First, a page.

Another Spirit Lake hearing?
A congressional hearing into child abuse and neglect on North Dakota’s Spirit Lake Reservation was a replay of the same old song: not enough money to address the problem. It’s not that simple.
This week’s session was conducted by the U.S. House of Representatives Subcommittee on Indian and Alaska Native Affairs. It continued what has become intense scrutiny of conditions in American Indian country as they affect the welfare and safety of children. Rep. Kevin Cramer, R-N.D., is a member of the subcommittee. The hearing was useful to keep the pressure on, but no new ground was broken.
Spirit Lake in particular has been in the spotlight because of horrific conditions for children that have led to deaths. A multijurisdictional investigation of Spirit Lake revealed a miasma of pathologies that routinely puts children in harm’s way. Coupled with credible allegations that tribal police and other allegedly responsible officials have not vigorously investigated reported cases of abuse, a preponderance of evidence suggests the situation on the reservation has not improved.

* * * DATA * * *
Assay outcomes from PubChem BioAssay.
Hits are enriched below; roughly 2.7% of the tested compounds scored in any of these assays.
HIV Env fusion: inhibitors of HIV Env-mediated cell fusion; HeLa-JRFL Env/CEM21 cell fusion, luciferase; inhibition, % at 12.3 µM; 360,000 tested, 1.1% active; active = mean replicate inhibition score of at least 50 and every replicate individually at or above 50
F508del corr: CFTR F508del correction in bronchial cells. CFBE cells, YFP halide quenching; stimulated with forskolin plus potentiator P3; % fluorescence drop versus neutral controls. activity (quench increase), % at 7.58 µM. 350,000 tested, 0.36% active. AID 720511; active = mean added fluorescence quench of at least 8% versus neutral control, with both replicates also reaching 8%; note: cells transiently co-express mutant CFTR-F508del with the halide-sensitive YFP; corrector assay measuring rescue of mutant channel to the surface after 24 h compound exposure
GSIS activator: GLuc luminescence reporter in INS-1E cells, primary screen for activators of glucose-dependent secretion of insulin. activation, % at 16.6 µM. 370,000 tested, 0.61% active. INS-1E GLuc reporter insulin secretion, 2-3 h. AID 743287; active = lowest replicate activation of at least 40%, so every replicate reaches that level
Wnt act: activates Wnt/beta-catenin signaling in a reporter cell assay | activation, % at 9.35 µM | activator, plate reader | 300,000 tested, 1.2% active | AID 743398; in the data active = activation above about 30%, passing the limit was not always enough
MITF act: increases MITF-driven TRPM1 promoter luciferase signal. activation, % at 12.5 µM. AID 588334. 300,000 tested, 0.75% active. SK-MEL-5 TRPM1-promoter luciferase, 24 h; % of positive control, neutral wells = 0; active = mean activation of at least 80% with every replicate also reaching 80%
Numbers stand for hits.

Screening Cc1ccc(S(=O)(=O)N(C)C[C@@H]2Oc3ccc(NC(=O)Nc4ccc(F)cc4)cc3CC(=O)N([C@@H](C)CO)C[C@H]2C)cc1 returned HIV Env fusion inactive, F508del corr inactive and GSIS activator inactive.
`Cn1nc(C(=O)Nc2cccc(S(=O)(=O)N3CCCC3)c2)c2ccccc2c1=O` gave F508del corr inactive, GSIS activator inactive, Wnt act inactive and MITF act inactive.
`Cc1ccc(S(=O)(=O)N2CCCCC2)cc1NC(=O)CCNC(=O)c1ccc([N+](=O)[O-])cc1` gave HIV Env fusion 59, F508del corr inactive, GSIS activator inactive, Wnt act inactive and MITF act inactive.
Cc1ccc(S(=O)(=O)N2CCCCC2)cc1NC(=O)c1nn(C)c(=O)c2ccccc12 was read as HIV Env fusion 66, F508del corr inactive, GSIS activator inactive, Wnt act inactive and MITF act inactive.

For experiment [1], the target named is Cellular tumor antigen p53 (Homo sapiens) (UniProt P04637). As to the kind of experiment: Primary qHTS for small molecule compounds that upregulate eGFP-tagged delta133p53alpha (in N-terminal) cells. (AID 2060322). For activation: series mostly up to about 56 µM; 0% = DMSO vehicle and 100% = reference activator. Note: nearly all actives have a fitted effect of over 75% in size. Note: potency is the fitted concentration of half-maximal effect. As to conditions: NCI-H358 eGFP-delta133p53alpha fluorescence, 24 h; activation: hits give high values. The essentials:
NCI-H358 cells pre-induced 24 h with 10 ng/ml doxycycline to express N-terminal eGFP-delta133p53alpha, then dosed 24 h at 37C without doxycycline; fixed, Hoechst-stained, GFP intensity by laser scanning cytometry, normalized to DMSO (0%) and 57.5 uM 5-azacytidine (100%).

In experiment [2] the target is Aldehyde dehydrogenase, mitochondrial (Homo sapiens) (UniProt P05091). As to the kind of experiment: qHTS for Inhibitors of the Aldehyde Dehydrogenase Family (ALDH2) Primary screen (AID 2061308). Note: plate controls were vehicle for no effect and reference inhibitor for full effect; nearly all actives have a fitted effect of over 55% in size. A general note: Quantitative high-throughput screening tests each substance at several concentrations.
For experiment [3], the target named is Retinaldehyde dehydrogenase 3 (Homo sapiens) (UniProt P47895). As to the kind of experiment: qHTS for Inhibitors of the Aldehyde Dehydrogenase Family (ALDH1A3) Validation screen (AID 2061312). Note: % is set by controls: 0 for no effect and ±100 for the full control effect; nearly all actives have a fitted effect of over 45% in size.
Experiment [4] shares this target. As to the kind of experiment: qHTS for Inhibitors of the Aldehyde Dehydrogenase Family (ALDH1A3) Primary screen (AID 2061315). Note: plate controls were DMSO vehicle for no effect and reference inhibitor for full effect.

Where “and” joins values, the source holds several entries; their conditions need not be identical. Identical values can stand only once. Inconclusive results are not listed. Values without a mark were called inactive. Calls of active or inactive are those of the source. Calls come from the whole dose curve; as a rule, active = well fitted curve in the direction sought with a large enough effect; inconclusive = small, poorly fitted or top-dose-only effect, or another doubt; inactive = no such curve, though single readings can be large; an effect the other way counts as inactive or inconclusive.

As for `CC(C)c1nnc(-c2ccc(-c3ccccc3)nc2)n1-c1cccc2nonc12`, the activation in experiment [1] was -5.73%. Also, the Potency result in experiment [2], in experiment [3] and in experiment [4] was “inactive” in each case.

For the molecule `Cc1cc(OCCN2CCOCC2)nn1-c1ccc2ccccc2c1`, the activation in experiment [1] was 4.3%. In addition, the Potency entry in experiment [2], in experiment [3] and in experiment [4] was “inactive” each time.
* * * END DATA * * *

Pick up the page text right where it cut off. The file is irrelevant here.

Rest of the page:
And what’s the response from tribal officials? Chairman Russ McDonald said historic federal underfunding of social services and public safety programs have hindered the tribe’s ability to adequately address needs. As has been the pattern of the past, tribal officials point to everyone but themselves for the dangers tribal children confront every day — and have been confronting for decades.
More money is not the answer. Testimony at the Tuesday hearing indicated that the social ills and law enforcement failures at Spirit Lake have gotten worse because of endemic institutional corruption that is nourished by misappropriation of tribal and federal funds. Throw money down a rat hole, and you still have a rat hole.
Moreover, the rapid turnover of social service workers is not necessarily related to salaries. Rather, qualified people take the jobs with noble intentions, only to learn quickly that tribal politics, a web of family relationships and corruption from the police to the courts stymie meaningful reforms. In other words, working conditions are hostile.
Congressman Cramer can convene a hearing at Spirit Lake every week if he likes, but he and his colleagues would only be reassessing symptoms of deeply rooted malaise. Nothing will happen until causes of the malaise are targeted. And only tribal leaders, who embrace the honest and candid self-determination they say they want, can affect change.